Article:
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Prelogar responded stating, “Those actions would not meet the criteria of corruptly and intentionally violating this law.”

Potential Violation Of The Statue

Justice Samuel Alito posed the following question as a follow up: “Let’s say that today while you’re arguing, five people get up, and they shout either, ‘Keep the Jan. 6 insurrectionists in jail,’ or ‘Free the Jan. 6 patriots.’ And our police officers have to remove them forcibly” — would that be a violation of this statute?”

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Prelogar’s answer was a “No” since the government does not believe the statute covers “minimal” interferences caused to proceedings.

Type Of Evidence

Justice Kagan asked the solicitor general about the kind of evidence typically presented in the case of the January 6 prosecutions.

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Prelogar responded that the government must demonstrate that the defendants had specific intent to disrupt the joint meeting of Congress where the electoral votes were being counted. Prelogar stated, “We have focused on things like preparation for violence, bringing tactical gear or paramilitary equipment to the Capitol.”

Charges Logged Against 1,350 Defendants

Prelogar also stated that prosecutors have filed charges against 1,350 defendants in relation to the events of January 6.

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However, due to the requirement of demonstrating intent to obstruct the counting of electoral ballots, only around 350 of the 1,350 defendants have actually been charged with obstruction.

Concerns Regarding Penalty

A few justices expressed concerns about the maximum penalty of 20 years in prison for violating the provision. Prelogar addressed their concerns by stating that the average sentence among individuals charged solely with the obstruction statute amounts to 26 months of imprisonment – the median sentence being 24 months long.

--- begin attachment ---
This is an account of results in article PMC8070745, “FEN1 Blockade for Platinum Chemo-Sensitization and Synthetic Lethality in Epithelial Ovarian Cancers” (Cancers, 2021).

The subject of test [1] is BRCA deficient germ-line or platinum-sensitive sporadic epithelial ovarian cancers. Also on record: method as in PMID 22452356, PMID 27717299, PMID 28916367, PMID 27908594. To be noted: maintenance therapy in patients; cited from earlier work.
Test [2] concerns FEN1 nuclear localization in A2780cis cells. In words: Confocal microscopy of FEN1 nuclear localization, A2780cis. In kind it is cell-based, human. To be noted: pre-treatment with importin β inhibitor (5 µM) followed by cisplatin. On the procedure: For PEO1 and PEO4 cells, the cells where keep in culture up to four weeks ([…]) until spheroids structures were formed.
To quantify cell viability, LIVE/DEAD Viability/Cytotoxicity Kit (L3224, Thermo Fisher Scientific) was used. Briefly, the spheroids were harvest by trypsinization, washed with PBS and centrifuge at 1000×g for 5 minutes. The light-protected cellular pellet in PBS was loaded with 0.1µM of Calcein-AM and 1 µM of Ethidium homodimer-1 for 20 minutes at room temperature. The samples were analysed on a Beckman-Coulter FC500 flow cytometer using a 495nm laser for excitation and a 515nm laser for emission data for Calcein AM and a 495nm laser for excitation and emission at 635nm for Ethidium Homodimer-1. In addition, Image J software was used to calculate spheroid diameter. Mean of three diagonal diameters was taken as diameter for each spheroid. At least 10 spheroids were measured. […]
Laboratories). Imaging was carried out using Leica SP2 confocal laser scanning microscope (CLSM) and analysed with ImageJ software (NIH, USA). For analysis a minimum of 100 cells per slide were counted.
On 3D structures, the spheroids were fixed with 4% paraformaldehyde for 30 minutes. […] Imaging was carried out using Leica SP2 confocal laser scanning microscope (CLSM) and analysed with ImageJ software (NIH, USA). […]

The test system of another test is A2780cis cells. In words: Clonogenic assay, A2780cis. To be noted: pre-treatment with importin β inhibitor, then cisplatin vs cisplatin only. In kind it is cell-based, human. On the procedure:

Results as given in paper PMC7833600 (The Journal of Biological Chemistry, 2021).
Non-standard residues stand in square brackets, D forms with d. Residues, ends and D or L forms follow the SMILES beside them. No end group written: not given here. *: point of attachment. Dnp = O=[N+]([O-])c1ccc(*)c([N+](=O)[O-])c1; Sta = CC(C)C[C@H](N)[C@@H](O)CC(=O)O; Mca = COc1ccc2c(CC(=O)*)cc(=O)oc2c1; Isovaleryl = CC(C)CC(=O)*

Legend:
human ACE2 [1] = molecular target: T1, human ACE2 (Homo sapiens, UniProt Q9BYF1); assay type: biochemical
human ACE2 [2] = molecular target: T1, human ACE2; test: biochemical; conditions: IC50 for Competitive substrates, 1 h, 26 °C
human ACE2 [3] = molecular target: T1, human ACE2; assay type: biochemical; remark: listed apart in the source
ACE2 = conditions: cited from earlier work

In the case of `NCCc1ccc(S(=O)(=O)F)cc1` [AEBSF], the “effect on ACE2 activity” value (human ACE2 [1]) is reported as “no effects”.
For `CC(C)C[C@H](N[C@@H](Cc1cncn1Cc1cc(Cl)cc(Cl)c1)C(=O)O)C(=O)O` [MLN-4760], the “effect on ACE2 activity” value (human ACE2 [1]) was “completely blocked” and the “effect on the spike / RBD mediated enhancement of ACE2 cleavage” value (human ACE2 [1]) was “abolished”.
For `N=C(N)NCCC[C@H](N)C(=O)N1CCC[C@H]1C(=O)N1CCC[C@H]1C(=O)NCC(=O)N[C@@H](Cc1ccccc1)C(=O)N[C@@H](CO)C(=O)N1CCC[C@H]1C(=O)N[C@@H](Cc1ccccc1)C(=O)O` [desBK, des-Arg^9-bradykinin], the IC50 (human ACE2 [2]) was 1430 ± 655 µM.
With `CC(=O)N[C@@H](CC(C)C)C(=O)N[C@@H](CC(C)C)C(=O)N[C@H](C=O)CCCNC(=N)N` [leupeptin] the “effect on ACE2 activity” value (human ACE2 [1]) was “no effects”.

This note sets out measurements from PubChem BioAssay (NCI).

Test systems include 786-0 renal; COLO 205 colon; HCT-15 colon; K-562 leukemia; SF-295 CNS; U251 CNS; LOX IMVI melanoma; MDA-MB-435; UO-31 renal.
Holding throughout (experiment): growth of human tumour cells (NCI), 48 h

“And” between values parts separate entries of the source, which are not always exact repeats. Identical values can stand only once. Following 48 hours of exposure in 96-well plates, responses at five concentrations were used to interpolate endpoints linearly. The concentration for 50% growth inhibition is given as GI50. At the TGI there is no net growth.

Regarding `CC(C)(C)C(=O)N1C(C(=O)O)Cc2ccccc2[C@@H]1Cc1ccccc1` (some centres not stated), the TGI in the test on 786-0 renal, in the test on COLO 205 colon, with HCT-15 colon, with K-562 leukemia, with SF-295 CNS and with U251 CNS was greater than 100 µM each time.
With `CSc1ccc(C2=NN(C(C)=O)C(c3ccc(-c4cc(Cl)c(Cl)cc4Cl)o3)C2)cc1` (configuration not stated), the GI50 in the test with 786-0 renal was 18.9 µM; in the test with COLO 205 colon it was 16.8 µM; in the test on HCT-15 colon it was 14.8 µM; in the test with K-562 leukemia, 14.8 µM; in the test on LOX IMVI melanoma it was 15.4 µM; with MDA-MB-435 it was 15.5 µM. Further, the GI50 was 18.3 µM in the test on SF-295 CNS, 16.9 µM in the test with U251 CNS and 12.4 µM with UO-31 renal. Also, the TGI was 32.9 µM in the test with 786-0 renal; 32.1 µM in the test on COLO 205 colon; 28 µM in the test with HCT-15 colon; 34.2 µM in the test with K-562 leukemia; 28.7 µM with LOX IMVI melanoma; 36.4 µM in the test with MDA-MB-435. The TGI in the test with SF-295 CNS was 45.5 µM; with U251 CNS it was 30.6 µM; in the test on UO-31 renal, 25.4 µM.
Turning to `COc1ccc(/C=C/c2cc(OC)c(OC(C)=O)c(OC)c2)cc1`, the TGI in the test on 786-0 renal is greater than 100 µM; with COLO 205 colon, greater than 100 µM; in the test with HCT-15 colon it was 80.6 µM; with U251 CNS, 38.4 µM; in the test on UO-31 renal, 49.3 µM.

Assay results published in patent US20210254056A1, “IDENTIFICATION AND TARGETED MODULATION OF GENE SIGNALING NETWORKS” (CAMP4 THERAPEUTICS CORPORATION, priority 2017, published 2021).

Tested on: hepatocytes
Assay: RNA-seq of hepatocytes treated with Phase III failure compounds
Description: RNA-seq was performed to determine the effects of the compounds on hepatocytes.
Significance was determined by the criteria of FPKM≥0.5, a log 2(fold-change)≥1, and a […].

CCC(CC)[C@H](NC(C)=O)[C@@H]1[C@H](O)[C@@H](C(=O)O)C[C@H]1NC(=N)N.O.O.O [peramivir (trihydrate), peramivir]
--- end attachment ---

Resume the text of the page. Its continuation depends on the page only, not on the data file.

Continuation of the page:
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Prelogar said, “There’s no reasonable argument to be made that the statutory maximum here is driving anything with respect to sentencing.”

Kavanaugh’s Question

The two conservative justices, Brett Kavanaugh and Amy Coney Barrett had several concerns. Kavanaugh pointed out that the six other counts listed in the indictment of the defendant in this case includes offenses like assault and civil disorder. Kavanaugh questioned, “Why aren’t those six counts good enough, just from the Justice Department’s perspective, given that they don’t have any hurdles?”

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Prelogar answered saying, “Because those counts don’t fully reflect the culpability of petitioner’s conduct on Jan. 6.”

Criticism On Social Media

Kavanaugh’s question ignited criticism on social media. Some individuals pointed out that justices do not determine the charges brought against defendants by prosecutors. One individual wrote on X, “That’s not how this works, sir. If you’ve got five people murdered and you just charge four, is that proper?”

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Another person wrote, “I mean, ‘why aren’t those four counts good enough?’ The arguments from the conservative side of the bench are really straining credulity today.” Yet another individual posted, “Is that how the law works when you have Republican SCOTUS justices acting as your defense attorney? There’s a limit to the number of charges you can face no matter how many crimes you commit?”